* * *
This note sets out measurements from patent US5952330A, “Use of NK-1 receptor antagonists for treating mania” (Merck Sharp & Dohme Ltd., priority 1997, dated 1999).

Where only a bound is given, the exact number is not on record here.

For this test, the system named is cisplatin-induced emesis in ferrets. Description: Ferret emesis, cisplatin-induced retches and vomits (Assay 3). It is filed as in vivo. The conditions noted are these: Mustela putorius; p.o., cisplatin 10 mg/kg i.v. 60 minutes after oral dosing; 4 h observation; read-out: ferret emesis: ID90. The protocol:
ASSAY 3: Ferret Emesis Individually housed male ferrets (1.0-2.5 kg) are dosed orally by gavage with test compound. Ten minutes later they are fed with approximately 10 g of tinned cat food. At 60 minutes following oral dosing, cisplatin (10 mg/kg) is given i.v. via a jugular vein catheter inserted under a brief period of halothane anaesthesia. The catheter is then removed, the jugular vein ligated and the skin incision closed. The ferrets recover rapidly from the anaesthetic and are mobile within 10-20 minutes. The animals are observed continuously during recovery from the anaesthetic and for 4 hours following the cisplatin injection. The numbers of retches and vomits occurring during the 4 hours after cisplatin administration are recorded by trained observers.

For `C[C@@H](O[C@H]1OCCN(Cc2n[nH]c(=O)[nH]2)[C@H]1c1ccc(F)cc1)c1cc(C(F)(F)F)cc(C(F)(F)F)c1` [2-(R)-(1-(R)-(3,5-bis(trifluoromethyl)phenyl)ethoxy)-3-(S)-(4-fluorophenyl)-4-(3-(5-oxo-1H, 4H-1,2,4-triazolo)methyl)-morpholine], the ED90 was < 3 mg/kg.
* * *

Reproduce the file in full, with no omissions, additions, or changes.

This note sets out measurements from patent US5952330A, “Use of NK-1 receptor antagonists for treating mania” (Merck Sharp & Dohme Ltd., priority 1997, dated 1999).

Where only a bound is given, the exact number is not on record here.

For this test, the system named is cisplatin-induced emesis in ferrets. Description: Ferret emesis, cisplatin-induced retches and vomits (Assay 3). It is filed as in vivo. The conditions noted are these: Mustela putorius; p.o., cisplatin 10 mg/kg i.v. 60 minutes after oral dosing; 4 h observation; read-out: ferret emesis: ID90. The protocol:
ASSAY 3: Ferret Emesis Individually housed male ferrets (1.0-2.5 kg) are dosed orally by gavage with test compound. Ten minutes later they are fed with approximately 10 g of tinned cat food. At 60 minutes following oral dosing, cisplatin (10 mg/kg) is given i.v. via a jugular vein catheter inserted under a brief period of halothane anaesthesia. The catheter is then removed, the jugular vein ligated and the skin incision closed. The ferrets recover rapidly from the anaesthetic and are mobile within 10-20 minutes. The animals are observed continuously during recovery from the anaesthetic and for 4 hours following the cisplatin injection. The numbers of retches and vomits occurring during the 4 hours after cisplatin administration are recorded by trained observers.

For `C[C@@H](O[C@H]1OCCN(Cc2n[nH]c(=O)[nH]2)[C@H]1c1ccc(F)cc1)c1cc(C(F)(F)F)cc(C(F)(F)F)c1` [2-(R)-(1-(R)-(3,5-bis(trifluoromethyl)phenyl)ethoxy)-3-(S)-(4-fluorophenyl)-4-(3-(5-oxo-1H, 4H-1,2,4-triazolo)methyl)-morpholine], the ED90 was < 3 mg/kg.